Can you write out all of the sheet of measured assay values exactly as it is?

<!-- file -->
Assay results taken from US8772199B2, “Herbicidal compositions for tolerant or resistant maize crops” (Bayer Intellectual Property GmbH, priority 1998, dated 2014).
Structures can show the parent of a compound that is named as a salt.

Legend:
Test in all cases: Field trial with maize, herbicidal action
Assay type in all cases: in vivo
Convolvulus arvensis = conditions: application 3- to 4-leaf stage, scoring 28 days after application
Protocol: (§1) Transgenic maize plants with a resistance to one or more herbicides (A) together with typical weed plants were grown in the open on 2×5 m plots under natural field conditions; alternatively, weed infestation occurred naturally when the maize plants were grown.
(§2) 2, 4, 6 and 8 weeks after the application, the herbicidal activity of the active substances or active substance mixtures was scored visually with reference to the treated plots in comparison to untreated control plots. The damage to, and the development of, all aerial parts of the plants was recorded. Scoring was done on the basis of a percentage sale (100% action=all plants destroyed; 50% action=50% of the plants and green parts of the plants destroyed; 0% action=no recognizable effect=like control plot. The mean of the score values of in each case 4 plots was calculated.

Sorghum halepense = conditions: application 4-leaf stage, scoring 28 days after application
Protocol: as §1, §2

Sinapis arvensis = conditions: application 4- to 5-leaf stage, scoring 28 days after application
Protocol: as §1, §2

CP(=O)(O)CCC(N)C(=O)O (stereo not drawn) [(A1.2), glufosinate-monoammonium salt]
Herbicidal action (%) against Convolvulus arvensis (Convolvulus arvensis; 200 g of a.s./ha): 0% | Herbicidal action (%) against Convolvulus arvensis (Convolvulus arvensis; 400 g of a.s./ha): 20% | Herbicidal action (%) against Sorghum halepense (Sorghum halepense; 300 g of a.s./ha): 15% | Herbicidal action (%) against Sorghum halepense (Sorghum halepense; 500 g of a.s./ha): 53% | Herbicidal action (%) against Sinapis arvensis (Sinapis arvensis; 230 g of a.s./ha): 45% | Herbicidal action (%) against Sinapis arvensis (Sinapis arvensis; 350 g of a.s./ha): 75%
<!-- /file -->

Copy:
Assay results taken from US8772199B2, “Herbicidal compositions for tolerant or resistant maize crops” (Bayer Intellectual Property GmbH, priority 1998, dated 2014).
Structures can show the parent of a compound that is named as a salt.

Legend:
Test in all cases: Field trial with maize, herbicidal action
Assay type in all cases: in vivo
Convolvulus arvensis = conditions: application 3- to 4-leaf stage, scoring 28 days after application
Protocol: (§1) Transgenic maize plants with a resistance to one or more herbicides (A) together with typical weed plants were grown in the open on 2×5 m plots under natural field conditions; alternatively, weed infestation occurred naturally when the maize plants were grown.
(§2) 2, 4, 6 and 8 weeks after the application, the herbicidal activity of the active substances or active substance mixtures was scored visually with reference to the treated plots in comparison to untreated control plots. The damage to, and the development of, all aerial parts of the plants was recorded. Scoring was done on the basis of a percentage sale (100% action=all plants destroyed; 50% action=50% of the plants and green parts of the plants destroyed; 0% action=no recognizable effect=like control plot. The mean of the score values of in each case 4 plots was calculated.

Sorghum halepense = conditions: application 4-leaf stage, scoring 28 days after application
Protocol: as §1, §2

Sinapis arvensis = conditions: application 4- to 5-leaf stage, scoring 28 days after application
Protocol: as §1, §2

CP(=O)(O)CCC(N)C(=O)O (stereo not drawn) [(A1.2), glufosinate-monoammonium salt]
Herbicidal action (%) against Convolvulus arvensis (Convolvulus arvensis; 200 g of a.s./ha): 0% | Herbicidal action (%) against Convolvulus arvensis (Convolvulus arvensis; 400 g of a.s./ha): 20% | Herbicidal action (%) against Sorghum halepense (Sorghum halepense; 300 g of a.s./ha): 15% | Herbicidal action (%) against Sorghum halepense (Sorghum halepense; 500 g of a.s./ha): 53% | Herbicidal action (%) against Sinapis arvensis (Sinapis arvensis; 230 g of a.s./ha): 45% | Herbicidal action (%) against Sinapis arvensis (Sinapis arvensis; 350 g of a.s./ha): 75%